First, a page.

"Oh, yea, I know! You swallowed
every word Graves said, Caro, as If he
was the whole book of Proverbs. By
George, I don't I'm from Missouri."
Mr. Warren, being in tbe sophomore
class at Yale, was of tbe age when one
Is constitutionally "from Missouri."
Probably Kin& Solomon at sixty had
doubts concerning tbe scope and'depTb
of his wisdom at eighteen be would
have admitted its all embracing infalli
bility without a blush.
"I tell you," continued Stephen,
"there's no sense in it, sis. You and I
know plenty of people whose Incomes
are no larger than ours. Do they 'econ
omize,' as Graves is continually preach
ing? They do not publicly at least"
"Yes, but every one knows they ar^
blufflnsr. as you call It"
"What of It? They don't really know
they only suspect. And I met Jim
Blaisdell yesterday, and he shook my
hand after I had held it hi front of
his eyes where he couldn't help seeing
It and had the nerve to tell me he
hoped things weren't as bad with us
as he had heard."
"What's the us* of advertising that we
"I never liked the Blalsdells," de
clared Caroline indignantly. "Mrs.
Corcoran Dunn told me that every one
was talking about them and wonder
ing bow long they could keep it up.
And the newspapers have been print
ing all sorts of things and hinting that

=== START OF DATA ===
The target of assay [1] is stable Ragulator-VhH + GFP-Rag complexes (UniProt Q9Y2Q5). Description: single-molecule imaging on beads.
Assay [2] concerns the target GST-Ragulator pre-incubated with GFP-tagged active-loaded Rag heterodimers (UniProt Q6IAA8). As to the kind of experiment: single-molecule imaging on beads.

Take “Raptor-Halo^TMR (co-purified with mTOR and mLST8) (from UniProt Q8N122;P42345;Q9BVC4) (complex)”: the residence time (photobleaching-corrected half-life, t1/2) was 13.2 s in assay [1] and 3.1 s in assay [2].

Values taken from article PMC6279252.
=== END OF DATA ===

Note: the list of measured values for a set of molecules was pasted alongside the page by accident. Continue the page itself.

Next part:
young Mr. Blaisdell's appointment as
director after his father wrecked the
bank was a scandal. At least we
haven't that to bear up under. Fa
ther was honest, if he wasn't rich."
"What makes me feel the worst
about all this is that Stock Exchange
seat of father's. If I were only of age,
so that I could go down there on the
floor, I tell you it wouldn't be long be
fore you and I were back where we
belong, sis. But, no I'm a kid. so
Graves thinks, In charge of a guardian
—a guardian, by gad!"
He snorted In manly Indignation.
Caroline, ber pretty face troubled, rose
and walked slowly across the room.
"Oh, dear," sighed the girl "I do
hope Mr. Graves will be well enough
to call today. He expected to. Except
for tbe telephone message telling us
that that man at Denboro"—
"Our dear Uncle Ellsha," put in
Stephen, with sarcasm. "Uncle 'Llsb!'
Heavens, what a name!"
"Hush! He can't help his name.
And father's was worse yet—Abijab.
Think of it!"
"I don't want to think of It Neither
did the governor. That's why he drop
ped It, I suppose. Just wbat did Graves
say? Give me his exact words."'
"His partner, Mr. Kuhn, telephoned
that everything was satisfactory. Thfc
Captain Warren—a ship captain, I sup
pose be is—would In all probability re
fuse to accept the guardianship and
the rest of it"—
"Refuse? I should think so. I'm
Just as certain father was Insane when
he made that will as I am that I'tn
alive. If he wasn't, do you suppose
he would have put us and the estate
in the care of a down east Jay? It's
Inconceivable! It's ridiculous! Think